Canon EOS R6, RF100-500@500mm, f/6.3, 1/500sec, ISO-3200Canon EOS R6, RF100-500@500mm, f/6.3, 1/500sec, ISO-3200

For general purpose imagery I use low speed shooting or single shot, no tracking, and have the servo autofocus and eye tracking turned off, and I generally work in aperture priority mode with auto ISO set with a maximum of 6400.  This is good for still subjects such as scenery and architecture.

Canon EOS R6, RF24-105 F4@41mm, f/8, 1/180sec, ISO-320Canon EOS R6, RF24-105 F4@41mm, f/8, 1/180sec, ISO-320

By recording to, and using the C1-3 settings I can have a range of settings that come into play just by turning the dial to match the shooting scenario that applies, rather than having to plough through menus to set up for a specific kind of shoot...

When shooting wildlife I have recorded the following settings and assigned them to the C1, custom settings button:
High speed shooting, Animal Eye tracking
In this shot the Red Panda was hidden by the foliage of the tree it likes to live in and peeked out only occasionally.  So, I had to be fast when it did so.   The animal eye tracking locked on immediately and was not distracted by closer, or other distracting elements that might have come into play if I had not used single point focus.

Canon EOS R6, RF 100-500@500, f/8, 1/500sec, ISO-6400Canon EOS R6, RF 100-500@500, f/8, 1/500sec, ISO-6400C2 is assigned to much the same, but changed from Animal eye tracking to human eye tracking.
C3 is again the same but set to no specific tracking scenario.  One could alternatively use that for people in vehicles, for example.

So the camera takes on different personalities depending upon the settings loaded into the C1-C3. To return the camera to general-purpose use I just return the dial to Av, Tv, or M.


cheers, TREVOR

"All the beauty of life is made up of light and shadow", Leo Tolstoy;
"Skill in photography is acquired by practice and not by purchase" Percy W. Harris
"A good swordsman is more important than a good sword" Amit Kalantri
Technique will always Outlast Tech - Me

p4pictures
Enthusiast

In my view you can get a hundred replies to this question, all telling you the solution an individual is using. Reality is that the camera is very flexible with configuration of the buttons for all kinds of different capabilities.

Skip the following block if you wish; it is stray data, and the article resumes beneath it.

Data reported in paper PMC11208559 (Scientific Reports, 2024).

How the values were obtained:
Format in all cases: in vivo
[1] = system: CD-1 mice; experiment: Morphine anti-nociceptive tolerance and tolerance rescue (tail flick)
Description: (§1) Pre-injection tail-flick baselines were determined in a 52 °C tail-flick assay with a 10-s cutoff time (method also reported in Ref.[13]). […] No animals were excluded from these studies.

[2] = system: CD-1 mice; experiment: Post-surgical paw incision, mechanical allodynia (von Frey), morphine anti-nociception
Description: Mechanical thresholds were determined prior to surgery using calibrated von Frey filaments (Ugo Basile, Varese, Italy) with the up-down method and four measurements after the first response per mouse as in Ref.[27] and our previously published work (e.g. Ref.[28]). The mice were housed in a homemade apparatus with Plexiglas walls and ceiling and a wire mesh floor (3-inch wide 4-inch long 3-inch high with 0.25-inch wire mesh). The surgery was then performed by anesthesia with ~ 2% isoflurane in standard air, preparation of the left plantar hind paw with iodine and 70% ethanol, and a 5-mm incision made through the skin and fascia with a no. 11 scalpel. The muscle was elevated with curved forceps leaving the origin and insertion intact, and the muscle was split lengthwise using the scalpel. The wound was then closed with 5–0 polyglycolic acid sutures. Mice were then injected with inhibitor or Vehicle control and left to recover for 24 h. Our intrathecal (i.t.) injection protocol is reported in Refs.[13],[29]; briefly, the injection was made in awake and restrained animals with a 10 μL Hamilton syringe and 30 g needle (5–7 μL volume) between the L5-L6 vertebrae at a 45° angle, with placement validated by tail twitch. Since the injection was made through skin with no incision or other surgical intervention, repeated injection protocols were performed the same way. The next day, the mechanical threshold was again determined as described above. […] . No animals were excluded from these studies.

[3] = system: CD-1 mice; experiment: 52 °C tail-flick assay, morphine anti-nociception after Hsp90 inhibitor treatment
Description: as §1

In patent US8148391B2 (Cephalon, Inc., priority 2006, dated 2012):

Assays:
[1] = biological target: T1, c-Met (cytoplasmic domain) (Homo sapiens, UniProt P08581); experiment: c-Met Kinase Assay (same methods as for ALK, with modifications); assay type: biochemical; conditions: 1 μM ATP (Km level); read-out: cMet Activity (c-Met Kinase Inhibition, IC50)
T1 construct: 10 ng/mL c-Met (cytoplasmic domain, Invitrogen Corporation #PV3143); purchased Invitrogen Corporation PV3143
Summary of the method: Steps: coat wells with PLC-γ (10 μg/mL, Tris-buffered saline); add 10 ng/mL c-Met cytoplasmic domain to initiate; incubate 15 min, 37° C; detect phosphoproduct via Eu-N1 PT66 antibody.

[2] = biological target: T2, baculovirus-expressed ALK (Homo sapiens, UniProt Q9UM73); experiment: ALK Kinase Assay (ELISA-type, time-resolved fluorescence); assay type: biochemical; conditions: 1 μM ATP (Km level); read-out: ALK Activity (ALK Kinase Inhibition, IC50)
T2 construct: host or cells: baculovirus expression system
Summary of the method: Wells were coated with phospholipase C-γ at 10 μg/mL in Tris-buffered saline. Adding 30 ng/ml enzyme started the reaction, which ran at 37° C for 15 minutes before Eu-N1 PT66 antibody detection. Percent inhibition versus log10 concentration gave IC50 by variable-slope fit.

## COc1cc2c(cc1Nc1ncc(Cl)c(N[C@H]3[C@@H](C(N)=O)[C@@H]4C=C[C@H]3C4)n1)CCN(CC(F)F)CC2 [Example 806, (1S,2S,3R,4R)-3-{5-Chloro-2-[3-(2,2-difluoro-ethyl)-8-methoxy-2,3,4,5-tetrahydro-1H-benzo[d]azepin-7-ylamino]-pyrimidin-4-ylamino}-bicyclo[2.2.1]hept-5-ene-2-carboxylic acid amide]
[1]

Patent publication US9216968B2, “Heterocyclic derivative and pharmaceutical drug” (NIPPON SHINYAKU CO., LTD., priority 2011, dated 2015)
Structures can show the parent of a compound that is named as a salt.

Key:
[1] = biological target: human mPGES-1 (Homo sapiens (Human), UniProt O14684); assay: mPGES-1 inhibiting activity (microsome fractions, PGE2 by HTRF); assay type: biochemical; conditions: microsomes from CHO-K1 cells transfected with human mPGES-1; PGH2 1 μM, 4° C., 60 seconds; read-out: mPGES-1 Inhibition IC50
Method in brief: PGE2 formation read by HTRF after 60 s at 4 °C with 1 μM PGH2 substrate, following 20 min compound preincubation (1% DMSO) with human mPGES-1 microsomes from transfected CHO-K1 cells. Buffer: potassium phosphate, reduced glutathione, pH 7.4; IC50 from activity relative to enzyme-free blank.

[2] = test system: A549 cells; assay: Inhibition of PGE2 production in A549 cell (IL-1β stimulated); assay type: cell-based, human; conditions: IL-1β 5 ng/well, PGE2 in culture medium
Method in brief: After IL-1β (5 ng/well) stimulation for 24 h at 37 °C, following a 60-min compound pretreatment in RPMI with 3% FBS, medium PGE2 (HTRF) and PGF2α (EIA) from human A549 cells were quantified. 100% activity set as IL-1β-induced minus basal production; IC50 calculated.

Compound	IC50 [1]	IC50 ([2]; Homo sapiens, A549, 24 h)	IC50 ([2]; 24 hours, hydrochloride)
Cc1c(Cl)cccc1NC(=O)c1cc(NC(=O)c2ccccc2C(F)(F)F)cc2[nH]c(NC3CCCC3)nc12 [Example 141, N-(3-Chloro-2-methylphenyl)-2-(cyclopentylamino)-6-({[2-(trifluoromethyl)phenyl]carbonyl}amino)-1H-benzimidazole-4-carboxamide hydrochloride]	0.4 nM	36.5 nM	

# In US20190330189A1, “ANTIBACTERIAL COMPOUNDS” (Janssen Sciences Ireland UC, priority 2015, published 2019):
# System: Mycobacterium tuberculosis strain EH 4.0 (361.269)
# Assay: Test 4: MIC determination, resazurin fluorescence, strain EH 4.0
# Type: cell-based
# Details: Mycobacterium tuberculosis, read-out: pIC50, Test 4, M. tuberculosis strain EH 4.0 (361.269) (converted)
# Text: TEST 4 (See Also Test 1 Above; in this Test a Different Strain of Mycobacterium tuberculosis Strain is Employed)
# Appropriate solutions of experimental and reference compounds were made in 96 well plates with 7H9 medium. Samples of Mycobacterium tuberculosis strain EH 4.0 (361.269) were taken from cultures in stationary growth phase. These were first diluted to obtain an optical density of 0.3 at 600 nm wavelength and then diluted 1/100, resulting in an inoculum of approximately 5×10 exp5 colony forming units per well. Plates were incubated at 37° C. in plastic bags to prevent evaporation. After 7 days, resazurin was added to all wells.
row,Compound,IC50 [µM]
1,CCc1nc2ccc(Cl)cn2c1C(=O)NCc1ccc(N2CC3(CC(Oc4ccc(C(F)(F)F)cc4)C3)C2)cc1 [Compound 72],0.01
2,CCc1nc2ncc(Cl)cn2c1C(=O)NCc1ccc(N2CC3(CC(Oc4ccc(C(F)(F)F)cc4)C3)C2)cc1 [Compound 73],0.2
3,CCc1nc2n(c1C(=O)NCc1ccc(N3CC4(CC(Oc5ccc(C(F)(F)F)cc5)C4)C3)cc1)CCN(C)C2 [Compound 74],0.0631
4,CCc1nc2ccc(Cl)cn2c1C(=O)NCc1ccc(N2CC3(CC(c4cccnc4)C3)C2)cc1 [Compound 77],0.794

In the past - EOS 5D4 / 7D2 - I used back button AF and mostly left the camera in servo focus. Press and hold the back button to activate tracking focus, press it then release it to be a little like one-shot AF. EOS R6 with its magic subject, face and eye detection has resulted in a change for me. I almost exclusively use the shutter button to activate focus, I use the camera in servo focus all the time - except for when I'm doing manual focus, and the AF-ON button is now set to be an AF-stop button. 

My working configuration also changes the operation of the SET, depth of field preview, M-Fn, AF point selection and movie buttons plus the multi-controller (joystick). Someone else may find it confusing, but it works for me and I get the photos I want to make. However I have reached my current button setup over a two year timescale. I made a few changes to start with then refined the configuration as I found new and, to me, better ways of working. 

The key is to work out what features suit the subjects you want to photograph, then decide how you want to interact with those features. Custom modes C1/C2/C3 can help, but the button configuration is the same for each of them.

Brian - Canon specialist trainer, author and photographer
https://www.p4pictures.com

runbei
Contributor

My goodness, you guys are all amazing! Thank you so much. I'm very happy with the R6! Your sample photos are wonderful and instructive. Brian, I'm a huge fan of the EF 135 F/2L also. It's on my "buy" list for the R6 with adapter. I've always felt that it has a unique ability to bring out the humanity in a person, just wonderful. Also terrific for stage events - F/2 or F/2.8 at 1/1250 or faster with stage lighting makes me smile. I'll be hanging out on your website .... a lot. Thanks again. - George